Autoimmune Progesterone Dermatitis

Autoimmune Progesterone Dermatitis Help

Autoimmune Progesterone Dermatitis is a disease, which is also known by its acronym APD. It comes under the category of skin diseases. It involves a skin rash that appears and doesn’t seem to go away. Even if the rash disappears, it returns eventually. The severity of the skin rash depends on the particular phase of the menstrual cycle. Yes, this disease is connected to the menstrual cycle in women.

During the second phase of the menstrual cycle, a hormone called progesterone rises and eventually comes down once menstruation is over. The progesterone causes an immune reaction in the individual’s body which eventually leads to Autoimmune Progesterone Dermatitis. This is theorized to be the cause of Autoimmune Progesterone Dermatitis.

Autoimmune Progesterone Dermatitis (APD) is a pretty rare disorder. Fertile women are more at risk in APD. Women who have an exogenous intake of progesterone and who are pregnant can also be at risk to APD.

Following are some signs and symptoms of APD:-

  • Lesions (eczametous)
  • Erythema multiforme
  • Angioedema
  • Urticaria

Different kinds of medicines are used for treating APD. Medicines help bring about anovulation, and eventually oophorectomy, especially when the symptoms are difficult to deal with.

Exogenous intake of progesterone is usually in the form of contraceptive pills that are taken orally. What this does is that it causes the body to react to the progesterone that it produces on its own. In women who get APD without the intake of oral contraceptive pills, a different kind of progesterone is produced which elicits the response against it. Progesterone might also be making the body hypersensitive to another allergen present in the body. This theory, however, is yet to be confirmed. Another theory suggests that before the occurrence of APD, the body might just be tolerating and managing the releases of progesterone, however, once the threshold limit is crossed, it might be giving into the APD phase. Symptoms include Angiedema, ulcers and other problems in the mouth, along with itching, which is experienced by all of the women suffering from APD.

Skin issues can happen on any of the following body parts:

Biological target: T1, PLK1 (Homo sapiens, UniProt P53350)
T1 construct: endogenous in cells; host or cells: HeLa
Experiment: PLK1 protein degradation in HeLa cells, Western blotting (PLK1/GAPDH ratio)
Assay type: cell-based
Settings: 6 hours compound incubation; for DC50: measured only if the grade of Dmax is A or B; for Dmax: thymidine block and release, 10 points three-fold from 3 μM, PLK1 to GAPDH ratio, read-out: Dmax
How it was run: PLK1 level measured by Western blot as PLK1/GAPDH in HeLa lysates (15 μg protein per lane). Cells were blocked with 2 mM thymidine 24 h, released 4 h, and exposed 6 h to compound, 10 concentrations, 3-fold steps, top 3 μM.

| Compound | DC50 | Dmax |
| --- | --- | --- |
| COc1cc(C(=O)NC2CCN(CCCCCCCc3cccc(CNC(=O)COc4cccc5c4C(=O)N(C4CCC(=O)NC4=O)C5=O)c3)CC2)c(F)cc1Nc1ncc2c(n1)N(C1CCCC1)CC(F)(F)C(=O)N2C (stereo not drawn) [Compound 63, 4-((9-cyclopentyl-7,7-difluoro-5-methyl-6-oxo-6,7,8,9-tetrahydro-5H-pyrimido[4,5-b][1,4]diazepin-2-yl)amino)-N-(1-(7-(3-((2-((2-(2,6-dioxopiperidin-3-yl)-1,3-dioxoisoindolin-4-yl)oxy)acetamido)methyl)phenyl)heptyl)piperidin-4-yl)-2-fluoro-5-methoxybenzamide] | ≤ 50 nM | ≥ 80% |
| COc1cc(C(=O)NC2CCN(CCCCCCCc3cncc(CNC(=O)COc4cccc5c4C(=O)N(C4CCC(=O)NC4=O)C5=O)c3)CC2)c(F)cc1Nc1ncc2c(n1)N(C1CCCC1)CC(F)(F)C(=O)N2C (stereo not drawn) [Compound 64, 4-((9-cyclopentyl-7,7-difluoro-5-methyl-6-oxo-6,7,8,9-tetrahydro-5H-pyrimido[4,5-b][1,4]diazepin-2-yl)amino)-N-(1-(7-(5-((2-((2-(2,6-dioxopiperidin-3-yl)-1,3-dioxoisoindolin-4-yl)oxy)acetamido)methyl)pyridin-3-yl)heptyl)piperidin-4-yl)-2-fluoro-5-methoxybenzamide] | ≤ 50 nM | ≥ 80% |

• Feet
  • Hands
  • Palms
  • Elbows
  • Legs
  • Upper body
  • Lips
  • Around the mouth

The treatment for APD is done by testing the skin for allergies. The testing is deemed positive if a particular wheatish patch develops on the skin in a period of 24-48 hours. Even though APD reduces on its won, it returns back every menstrual cycle. Anti-itch medicines can be used for relief. Sometimes, steroids and hormone therapy are used to suppress ovulation and the production of progesterone in the body.

If deciding to deal with alternative treatments, the focus should be on hormonal balance. The second objective would be to restore the functions of the immune system back to their potential, followed by approaching each and every fertility issue in the body.

The guidelines for the diagnosis of APD includes:

  1. Cyclic cutaneous lesions pertaining to the menstrual cycle
  2. A positive progesterone skin test or a positive oral/intramuscular challenge to progesterone
  3. Demonstration of a circulating antibody to the progesterone or basophil degranulation tests

This disease majorly occurs in adult women. Progesterone is linked to proper development during the early stages of pregnancy, along with a link to the body’s internal temperature.

Steroids (corticosteroids) are usually given in mild cases of APD. A problem is that most of the symptoms of APD are pretty generic. As a result, a lot of these cases usually go unnoticed. Therefore, very few cases are reported, with the disease already being so rare among women.

Following are some skin problems that occur during the same period of APD, but are not associated to it:

  • Psoriasis
  • Lupus erythematosus
  • Nickel allergy
  • Dermatitis (Atopic)
  • Rosacea
  • Acne/Seborrhea
  • Cold sores

The impact of APD on the succession of conception, is still debatable. As many women are able to conceive, along with APD, while others haven’t been able to produce babies. Treatment should be administered by someone who has an idea about reducing the reactions to progesterone without affecting ovulation in the individual.

In the end, APD affects the quality of a woman’s life, and should be taken care of systematically and safely.

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